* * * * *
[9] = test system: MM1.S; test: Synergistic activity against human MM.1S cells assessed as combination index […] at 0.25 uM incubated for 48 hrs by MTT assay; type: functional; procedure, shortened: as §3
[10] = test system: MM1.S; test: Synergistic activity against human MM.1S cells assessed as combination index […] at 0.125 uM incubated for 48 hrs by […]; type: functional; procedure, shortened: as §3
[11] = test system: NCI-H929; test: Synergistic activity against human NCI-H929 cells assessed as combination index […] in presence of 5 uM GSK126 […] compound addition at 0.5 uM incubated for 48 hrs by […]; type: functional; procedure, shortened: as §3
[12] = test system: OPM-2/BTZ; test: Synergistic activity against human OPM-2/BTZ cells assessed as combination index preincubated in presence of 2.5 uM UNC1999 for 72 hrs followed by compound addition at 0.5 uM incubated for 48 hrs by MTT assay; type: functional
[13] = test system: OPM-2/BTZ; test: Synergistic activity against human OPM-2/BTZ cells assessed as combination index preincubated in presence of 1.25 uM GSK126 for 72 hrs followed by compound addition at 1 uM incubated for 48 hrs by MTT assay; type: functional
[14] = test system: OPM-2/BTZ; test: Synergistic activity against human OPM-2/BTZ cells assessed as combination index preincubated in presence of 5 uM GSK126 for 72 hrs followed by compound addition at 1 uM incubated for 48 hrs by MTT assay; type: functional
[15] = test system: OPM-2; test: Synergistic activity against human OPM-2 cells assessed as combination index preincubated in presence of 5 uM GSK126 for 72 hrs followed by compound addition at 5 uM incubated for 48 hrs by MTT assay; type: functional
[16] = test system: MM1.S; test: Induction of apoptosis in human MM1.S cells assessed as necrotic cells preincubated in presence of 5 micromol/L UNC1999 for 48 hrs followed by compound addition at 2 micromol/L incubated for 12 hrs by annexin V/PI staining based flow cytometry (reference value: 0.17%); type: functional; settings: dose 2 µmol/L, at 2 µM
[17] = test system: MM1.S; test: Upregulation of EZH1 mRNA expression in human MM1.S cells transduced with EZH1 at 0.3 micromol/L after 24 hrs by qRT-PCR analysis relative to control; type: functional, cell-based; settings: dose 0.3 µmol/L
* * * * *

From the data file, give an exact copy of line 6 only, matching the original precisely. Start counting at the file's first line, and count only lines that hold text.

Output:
[14] = test system: OPM-2/BTZ; test: Synergistic activity against human OPM-2/BTZ cells assessed as combination index preincubated in presence of 5 uM GSK126 for 72 hrs followed by compound addition at 1 uM incubated for 48 hrs by MTT assay; type: functional